Garbage CommunitiesGarbage: the word brings to mind unpleasant smells, flies and filth. But to some, it is home. Garbage communities consist of individuals making a living from and living within the confines of literal garbage dumps. For some people living in extreme poverty, the scrap cash that recycling garbage brings and the free space for building simple homes is the only option. And it isn’t an isolated, rare way of life. Nearly 15 million people across the globe live and “work” in garbage communities.

Making a Living

Members of garbage communities spend each day rummaging through the trash, hoping to find something decent enough to recycle. Once they find something — say a can or bottle — they collect these pieces and bring them to a middleman called an “agent”. The agent, (oftentimes a gang leader or crime lord) then sells the goods for much more, sucking up a large portion of the collector’s wage. This method brings in somewhere around $2.50 a day, not nearly enough for a decent living in most countries. Getting rid of the middleman is not an option, as violence and coercion are commonly used methods of silencing the garbage workers if they attempt to sell the items directly to the recycler.

Breeding Grounds of Disease

Living in waste — whether human, animal or artificial — brings with it a host of health problems. Contact with feces can cause intestinal worms, which can lead to stunted cognitive and physical growth in children. Pneumonia, spread by poor hygiene, is rampant in these communities, as are many other infectious diseases. This is likely because each gram of feces in which people in these conditions come into contact holds 10 million viruses. As a result, the average lifespan of people raised in these communities is about 35 years old.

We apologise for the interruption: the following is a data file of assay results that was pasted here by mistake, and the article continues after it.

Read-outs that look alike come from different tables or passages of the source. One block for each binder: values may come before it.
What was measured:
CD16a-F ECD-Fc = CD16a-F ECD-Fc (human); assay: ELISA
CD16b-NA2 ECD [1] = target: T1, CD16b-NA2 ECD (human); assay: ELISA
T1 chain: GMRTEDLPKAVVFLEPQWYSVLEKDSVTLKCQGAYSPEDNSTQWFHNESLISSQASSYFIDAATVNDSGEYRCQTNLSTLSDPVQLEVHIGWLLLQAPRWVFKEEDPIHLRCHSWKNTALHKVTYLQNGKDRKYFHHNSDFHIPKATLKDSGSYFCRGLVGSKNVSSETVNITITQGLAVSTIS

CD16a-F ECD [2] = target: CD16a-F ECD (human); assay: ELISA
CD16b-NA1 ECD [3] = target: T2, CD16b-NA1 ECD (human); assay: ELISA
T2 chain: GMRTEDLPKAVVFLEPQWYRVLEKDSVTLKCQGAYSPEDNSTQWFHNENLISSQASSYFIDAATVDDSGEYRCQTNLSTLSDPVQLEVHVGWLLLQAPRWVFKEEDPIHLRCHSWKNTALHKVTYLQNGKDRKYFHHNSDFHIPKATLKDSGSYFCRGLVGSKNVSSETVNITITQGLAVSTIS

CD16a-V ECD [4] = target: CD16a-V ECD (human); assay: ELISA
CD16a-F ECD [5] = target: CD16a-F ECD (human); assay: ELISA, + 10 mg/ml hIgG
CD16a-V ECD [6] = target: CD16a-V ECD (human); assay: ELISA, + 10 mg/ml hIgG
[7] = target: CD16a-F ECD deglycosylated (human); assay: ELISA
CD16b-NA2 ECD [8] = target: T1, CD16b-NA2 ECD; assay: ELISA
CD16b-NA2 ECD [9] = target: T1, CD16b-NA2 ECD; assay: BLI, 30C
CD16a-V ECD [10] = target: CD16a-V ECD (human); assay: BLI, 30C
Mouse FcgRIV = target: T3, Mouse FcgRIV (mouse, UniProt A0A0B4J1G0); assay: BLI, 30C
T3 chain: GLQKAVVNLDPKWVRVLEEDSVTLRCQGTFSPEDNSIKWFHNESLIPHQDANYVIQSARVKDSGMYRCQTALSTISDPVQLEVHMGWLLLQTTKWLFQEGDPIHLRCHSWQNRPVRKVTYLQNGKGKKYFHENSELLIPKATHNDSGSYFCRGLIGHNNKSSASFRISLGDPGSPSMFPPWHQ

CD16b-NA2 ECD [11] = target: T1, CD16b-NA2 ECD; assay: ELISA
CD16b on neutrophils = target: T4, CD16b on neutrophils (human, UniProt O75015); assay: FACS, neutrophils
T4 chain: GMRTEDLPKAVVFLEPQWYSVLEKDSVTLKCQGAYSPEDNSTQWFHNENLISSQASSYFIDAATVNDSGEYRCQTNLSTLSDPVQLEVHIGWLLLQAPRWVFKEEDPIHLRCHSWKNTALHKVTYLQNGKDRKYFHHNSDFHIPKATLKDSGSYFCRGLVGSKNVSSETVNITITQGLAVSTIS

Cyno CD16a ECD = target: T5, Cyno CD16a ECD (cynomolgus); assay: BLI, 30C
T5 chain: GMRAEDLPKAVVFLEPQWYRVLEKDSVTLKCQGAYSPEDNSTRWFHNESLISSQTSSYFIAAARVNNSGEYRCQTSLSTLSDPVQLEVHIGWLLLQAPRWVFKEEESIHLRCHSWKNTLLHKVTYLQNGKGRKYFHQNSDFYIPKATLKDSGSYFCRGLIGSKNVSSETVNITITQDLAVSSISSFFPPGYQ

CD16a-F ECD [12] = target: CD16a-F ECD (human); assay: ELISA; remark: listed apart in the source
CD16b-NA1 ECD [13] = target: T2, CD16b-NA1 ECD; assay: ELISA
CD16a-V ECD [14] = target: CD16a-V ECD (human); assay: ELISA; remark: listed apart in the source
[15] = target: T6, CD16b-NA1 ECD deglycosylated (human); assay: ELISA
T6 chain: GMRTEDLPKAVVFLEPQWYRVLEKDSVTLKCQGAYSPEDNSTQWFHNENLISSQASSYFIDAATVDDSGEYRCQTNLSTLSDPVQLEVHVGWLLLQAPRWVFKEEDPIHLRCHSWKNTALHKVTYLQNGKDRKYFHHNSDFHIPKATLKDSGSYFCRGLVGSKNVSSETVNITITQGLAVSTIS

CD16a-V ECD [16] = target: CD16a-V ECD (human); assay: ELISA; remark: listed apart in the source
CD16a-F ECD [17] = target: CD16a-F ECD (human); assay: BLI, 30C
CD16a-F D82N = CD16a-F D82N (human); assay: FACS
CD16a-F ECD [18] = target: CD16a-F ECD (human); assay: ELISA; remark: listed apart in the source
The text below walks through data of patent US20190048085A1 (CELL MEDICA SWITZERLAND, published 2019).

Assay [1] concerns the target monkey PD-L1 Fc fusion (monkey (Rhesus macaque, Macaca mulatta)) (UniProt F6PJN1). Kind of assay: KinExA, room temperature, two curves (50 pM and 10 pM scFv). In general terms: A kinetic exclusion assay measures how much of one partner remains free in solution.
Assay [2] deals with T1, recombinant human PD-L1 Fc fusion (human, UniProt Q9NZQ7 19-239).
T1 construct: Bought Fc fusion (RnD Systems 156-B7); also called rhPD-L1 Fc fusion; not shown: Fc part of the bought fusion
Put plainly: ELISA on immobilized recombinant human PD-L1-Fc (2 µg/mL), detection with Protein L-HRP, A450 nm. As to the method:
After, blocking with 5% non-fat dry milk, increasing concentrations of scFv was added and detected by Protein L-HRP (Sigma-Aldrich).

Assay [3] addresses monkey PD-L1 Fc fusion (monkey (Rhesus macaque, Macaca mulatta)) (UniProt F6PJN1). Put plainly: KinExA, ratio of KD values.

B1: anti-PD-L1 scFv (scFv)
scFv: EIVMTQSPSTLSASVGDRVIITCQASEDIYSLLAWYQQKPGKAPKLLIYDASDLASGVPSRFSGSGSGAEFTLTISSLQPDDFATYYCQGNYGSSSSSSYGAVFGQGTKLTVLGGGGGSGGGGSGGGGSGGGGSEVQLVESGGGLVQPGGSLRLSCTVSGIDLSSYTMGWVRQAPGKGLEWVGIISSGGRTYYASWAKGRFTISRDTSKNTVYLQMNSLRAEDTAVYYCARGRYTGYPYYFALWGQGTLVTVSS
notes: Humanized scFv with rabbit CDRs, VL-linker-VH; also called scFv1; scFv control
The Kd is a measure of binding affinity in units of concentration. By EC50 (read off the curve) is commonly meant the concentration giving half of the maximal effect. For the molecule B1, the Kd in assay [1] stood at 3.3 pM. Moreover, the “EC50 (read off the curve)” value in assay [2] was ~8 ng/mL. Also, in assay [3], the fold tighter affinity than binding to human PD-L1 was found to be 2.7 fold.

But along with the physical burden is a huge mental and emotional weight. Garbage pickers are often stigmatized in their communities and referred to as “local rats”. Even if they are able to attend school or enter society looking for a job, they are seen as less than because of their occupation. Infections, illness, injuries from sharp objects, trauma and mental illness, spontaneous combustion from a buildup of methane gas, the list of dangers is endless. And yet, for the world’s most vulnerable, this is what it costs to live.

Promise for a Better Future

Several organizations are committed to bringing change to garbage communities and offering them a shot at a better life. ActionAid is an organization that specifically works with women and children in impoverished regions to help them stand up to sexual abuse and violence. ActionAid also helps children living in landfills get into school by pairing them with sponsors throughout the world. International Samaritan does similar work, providing promising young people in the dumps with scholarships so that they can escape the dump. This organization also funds entrepreneurs to start up their own businesses outside of the landfills.